Most bubble blog readers know that the housing correction will be severe, but I sense that the average Joe still does not quite understand the magnitude of the consequences caused by this Great Ponzi Scheme. The mainstream media is partially to blame for their cheer-leading headlines and quotations from the National Association of Realtors’ (NAR) misleading reports, but it is the homedebtors’ natural reactions of denial and hope that brings mixed feelings to the market.
I spoke to a homeowner last week about the housing crisis and she told me that she’s not worried because once we get all the subprime lending out of the system, everything will revert back to normal and “be okay.” My breakfast almost ended up all over my keyboard and monitor. I cannot say this enough - the problem is much bigger than just subprime loans. Tomorrow, we will be at #16 of this now infamous Credit Suisse chart. As you can see, we still have a long way to go.
This isn’t the first housing bubble we’ve come across and I hear many people comparing this bubble with that from the 80s and 70s boom. While history doesn’t always dictate the future, it gives us a good basis of comparison. There’s no exaggeration when I say that we’re making our way through a bubble of epic proportions. It’s not a joke; this is history in the making.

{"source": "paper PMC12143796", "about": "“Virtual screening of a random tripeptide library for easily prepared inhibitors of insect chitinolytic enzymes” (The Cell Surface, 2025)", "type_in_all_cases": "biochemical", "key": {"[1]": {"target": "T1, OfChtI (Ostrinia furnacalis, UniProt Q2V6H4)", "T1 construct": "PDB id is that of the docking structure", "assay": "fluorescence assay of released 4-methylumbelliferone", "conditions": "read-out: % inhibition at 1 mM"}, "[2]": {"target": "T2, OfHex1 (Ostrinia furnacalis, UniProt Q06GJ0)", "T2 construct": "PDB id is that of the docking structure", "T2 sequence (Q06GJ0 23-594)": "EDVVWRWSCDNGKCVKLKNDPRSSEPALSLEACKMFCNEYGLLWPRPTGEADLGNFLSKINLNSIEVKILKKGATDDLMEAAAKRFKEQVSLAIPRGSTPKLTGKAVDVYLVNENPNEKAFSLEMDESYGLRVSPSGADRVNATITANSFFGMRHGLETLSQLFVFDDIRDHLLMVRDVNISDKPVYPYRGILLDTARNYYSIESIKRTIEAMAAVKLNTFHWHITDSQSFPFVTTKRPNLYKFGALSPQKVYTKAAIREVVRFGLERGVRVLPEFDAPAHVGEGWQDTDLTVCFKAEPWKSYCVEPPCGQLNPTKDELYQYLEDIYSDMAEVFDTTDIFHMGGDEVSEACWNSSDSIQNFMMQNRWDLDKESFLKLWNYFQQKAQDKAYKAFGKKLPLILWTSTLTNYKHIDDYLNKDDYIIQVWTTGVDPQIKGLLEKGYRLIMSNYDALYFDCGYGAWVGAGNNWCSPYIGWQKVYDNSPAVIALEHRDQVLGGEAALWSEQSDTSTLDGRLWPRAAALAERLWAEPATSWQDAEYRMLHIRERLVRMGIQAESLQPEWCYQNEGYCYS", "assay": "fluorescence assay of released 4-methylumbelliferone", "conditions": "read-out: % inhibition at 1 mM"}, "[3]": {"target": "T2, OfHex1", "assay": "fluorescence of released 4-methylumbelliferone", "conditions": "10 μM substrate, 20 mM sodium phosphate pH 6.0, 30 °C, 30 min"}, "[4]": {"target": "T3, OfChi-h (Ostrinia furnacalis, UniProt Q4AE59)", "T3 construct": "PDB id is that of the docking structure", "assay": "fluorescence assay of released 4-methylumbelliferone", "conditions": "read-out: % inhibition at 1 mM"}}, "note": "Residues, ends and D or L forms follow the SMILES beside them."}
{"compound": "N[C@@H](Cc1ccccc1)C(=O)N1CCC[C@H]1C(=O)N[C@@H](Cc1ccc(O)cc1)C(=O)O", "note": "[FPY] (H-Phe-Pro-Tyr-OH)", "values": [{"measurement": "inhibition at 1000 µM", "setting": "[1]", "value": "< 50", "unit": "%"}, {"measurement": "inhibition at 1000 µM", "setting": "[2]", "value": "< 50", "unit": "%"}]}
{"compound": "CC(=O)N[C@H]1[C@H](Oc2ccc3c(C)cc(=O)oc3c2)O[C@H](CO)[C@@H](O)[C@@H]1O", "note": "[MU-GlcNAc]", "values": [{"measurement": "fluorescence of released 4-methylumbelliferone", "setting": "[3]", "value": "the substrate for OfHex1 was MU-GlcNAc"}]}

Remember how the NAR always says that “every market is different” in those malicious tv commercials? Well, there is actually some truth to that. Some markets, like California, Nevada, Arizona and Florida are in fact different - they’re especially bad when it comes to the percentage of new and refinanced mortgages with option payments. It’s no wonder these states enjoyed the biggest run-up and will soon experience the biggest correction, as compared to other parts of the country.
California is in it for a rough one and Los Angeles is no exception. During the boom, we saw homes that doubled in price over just a few years with the bidding frenzy feeding off the people’s greed and ignorance. Now that the fountain of kool-aid has stopped flowing, many are left to wonder how the correction will play out. This is a projection based on the Case-Shiller Indices and according to this chart, the end of the correction is sometime in 2011 or 2012. We are currently at about 225 on the index.
Yesterday, TheArcadian reported the numbers at the national, state and city level. Nothing in the data suggests that we’re “turning around” or “at the bottom.” During the boom, many laughed and scoffed at me like I was a mad woman when I entertained the possibility of home prices crashing 35-50% from the peak. All the bulls and wishful homedebtors should put away their hopes of a rebounding 2008. February’s report shows that Arcadia’s sales volume is down 28% and its median home price down 20.6%, both year-over-year.
We’re not even halfway through the correction yet and all of a sudden, 35% off the peak doesn’t sound so crazy after all.